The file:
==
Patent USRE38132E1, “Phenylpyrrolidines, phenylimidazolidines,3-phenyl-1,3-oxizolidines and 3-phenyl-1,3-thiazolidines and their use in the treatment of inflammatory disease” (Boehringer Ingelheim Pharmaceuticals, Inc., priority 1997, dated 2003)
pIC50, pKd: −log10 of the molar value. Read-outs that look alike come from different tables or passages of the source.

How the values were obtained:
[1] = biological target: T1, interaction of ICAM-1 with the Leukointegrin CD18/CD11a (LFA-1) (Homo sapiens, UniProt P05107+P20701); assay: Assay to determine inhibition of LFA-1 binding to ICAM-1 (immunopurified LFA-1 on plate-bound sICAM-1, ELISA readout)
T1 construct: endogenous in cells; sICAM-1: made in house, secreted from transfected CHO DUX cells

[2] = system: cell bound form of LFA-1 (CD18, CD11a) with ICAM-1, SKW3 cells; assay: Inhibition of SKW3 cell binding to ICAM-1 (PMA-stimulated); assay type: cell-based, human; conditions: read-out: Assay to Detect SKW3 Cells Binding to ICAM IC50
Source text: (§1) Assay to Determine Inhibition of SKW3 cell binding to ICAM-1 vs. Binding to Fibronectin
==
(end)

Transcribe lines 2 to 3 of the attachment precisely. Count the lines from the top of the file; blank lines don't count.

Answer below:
pIC50, pKd: −log10 of the molar value. Read-outs that look alike come from different tables or passages of the source.

How the values were obtained: